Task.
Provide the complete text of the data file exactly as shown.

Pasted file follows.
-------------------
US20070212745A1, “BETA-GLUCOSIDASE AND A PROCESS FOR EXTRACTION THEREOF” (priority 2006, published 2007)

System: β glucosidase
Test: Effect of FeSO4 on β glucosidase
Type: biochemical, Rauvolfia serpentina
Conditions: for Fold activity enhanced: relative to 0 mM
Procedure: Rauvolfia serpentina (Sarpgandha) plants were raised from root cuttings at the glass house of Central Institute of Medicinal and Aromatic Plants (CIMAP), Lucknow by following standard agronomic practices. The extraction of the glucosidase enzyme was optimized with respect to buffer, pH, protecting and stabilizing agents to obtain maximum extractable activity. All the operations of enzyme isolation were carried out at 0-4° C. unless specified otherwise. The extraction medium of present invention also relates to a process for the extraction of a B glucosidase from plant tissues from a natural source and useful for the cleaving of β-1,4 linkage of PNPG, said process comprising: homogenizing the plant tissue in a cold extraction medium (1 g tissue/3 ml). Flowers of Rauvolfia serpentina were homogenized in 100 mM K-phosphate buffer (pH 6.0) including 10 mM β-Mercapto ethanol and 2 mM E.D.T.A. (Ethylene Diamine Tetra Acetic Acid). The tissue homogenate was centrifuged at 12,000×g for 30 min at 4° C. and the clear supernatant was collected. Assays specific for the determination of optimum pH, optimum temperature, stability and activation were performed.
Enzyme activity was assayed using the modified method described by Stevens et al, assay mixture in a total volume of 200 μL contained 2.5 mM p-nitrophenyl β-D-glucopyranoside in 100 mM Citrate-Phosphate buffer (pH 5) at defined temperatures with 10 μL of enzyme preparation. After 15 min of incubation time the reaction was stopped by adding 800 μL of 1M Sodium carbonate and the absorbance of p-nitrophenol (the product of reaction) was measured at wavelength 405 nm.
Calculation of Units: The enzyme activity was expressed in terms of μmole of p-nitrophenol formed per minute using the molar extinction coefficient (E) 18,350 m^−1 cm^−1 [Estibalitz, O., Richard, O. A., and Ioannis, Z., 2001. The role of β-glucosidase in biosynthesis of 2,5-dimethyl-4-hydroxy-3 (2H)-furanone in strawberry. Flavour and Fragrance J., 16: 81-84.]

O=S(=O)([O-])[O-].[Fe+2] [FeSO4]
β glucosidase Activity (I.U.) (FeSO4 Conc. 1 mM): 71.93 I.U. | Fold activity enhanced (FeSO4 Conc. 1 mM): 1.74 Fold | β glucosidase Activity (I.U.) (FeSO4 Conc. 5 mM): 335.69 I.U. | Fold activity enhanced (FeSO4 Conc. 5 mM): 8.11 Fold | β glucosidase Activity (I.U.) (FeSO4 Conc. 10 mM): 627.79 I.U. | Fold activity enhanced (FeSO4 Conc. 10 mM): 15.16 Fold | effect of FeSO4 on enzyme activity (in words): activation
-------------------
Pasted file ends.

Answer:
US20070212745A1, “BETA-GLUCOSIDASE AND A PROCESS FOR EXTRACTION THEREOF” (priority 2006, published 2007)

System: β glucosidase
Test: Effect of FeSO4 on β glucosidase
Type: biochemical, Rauvolfia serpentina
Conditions: for Fold activity enhanced: relative to 0 mM
Procedure: Rauvolfia serpentina (Sarpgandha) plants were raised from root cuttings at the glass house of Central Institute of Medicinal and Aromatic Plants (CIMAP), Lucknow by following standard agronomic practices. The extraction of the glucosidase enzyme was optimized with respect to buffer, pH, protecting and stabilizing agents to obtain maximum extractable activity. All the operations of enzyme isolation were carried out at 0-4° C. unless specified otherwise. The extraction medium of present invention also relates to a process for the extraction of a B glucosidase from plant tissues from a natural source and useful for the cleaving of β-1,4 linkage of PNPG, said process comprising: homogenizing the plant tissue in a cold extraction medium (1 g tissue/3 ml). Flowers of Rauvolfia serpentina were homogenized in 100 mM K-phosphate buffer (pH 6.0) including 10 mM β-Mercapto ethanol and 2 mM E.D.T.A. (Ethylene Diamine Tetra Acetic Acid). The tissue homogenate was centrifuged at 12,000×g for 30 min at 4° C. and the clear supernatant was collected. Assays specific for the determination of optimum pH, optimum temperature, stability and activation were performed.
Enzyme activity was assayed using the modified method described by Stevens et al, assay mixture in a total volume of 200 μL contained 2.5 mM p-nitrophenyl β-D-glucopyranoside in 100 mM Citrate-Phosphate buffer (pH 5) at defined temperatures with 10 μL of enzyme preparation. After 15 min of incubation time the reaction was stopped by adding 800 μL of 1M Sodium carbonate and the absorbance of p-nitrophenol (the product of reaction) was measured at wavelength 405 nm.
Calculation of Units: The enzyme activity was expressed in terms of μmole of p-nitrophenol formed per minute using the molar extinction coefficient (E) 18,350 m^−1 cm^−1 [Estibalitz, O., Richard, O. A., and Ioannis, Z., 2001. The role of β-glucosidase in biosynthesis of 2,5-dimethyl-4-hydroxy-3 (2H)-furanone in strawberry. Flavour and Fragrance J., 16: 81-84.]

O=S(=O)([O-])[O-].[Fe+2] [FeSO4]
β glucosidase Activity (I.U.) (FeSO4 Conc. 1 mM): 71.93 I.U. | Fold activity enhanced (FeSO4 Conc. 1 mM): 1.74 Fold | β glucosidase Activity (I.U.) (FeSO4 Conc. 5 mM): 335.69 I.U. | Fold activity enhanced (FeSO4 Conc. 5 mM): 8.11 Fold | β glucosidase Activity (I.U.) (FeSO4 Conc. 10 mM): 627.79 I.U. | Fold activity enhanced (FeSO4 Conc. 10 mM): 15.16 Fold | effect of FeSO4 on enzyme activity (in words): activation